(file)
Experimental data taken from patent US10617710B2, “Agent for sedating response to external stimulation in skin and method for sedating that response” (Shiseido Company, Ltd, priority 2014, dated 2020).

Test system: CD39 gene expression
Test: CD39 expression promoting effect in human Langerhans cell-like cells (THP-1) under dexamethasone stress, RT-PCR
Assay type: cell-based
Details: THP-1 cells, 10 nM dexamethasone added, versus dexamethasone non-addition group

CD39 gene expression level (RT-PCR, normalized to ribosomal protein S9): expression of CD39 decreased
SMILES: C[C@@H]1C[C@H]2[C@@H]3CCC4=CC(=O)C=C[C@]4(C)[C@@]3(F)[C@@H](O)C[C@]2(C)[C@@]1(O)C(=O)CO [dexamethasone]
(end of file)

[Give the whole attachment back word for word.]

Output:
Experimental data taken from patent US10617710B2, “Agent for sedating response to external stimulation in skin and method for sedating that response” (Shiseido Company, Ltd, priority 2014, dated 2020).

Test system: CD39 gene expression
Test: CD39 expression promoting effect in human Langerhans cell-like cells (THP-1) under dexamethasone stress, RT-PCR
Assay type: cell-based
Details: THP-1 cells, 10 nM dexamethasone added, versus dexamethasone non-addition group

CD39 gene expression level (RT-PCR, normalized to ribosomal protein S9): expression of CD39 decreased
SMILES: C[C@@H]1C[C@H]2[C@@H]3CCC4=CC(=O)C=C[C@]4(C)[C@@]3(F)[C@@H](O)C[C@]2(C)[C@@]1(O)C(=O)CO [dexamethasone]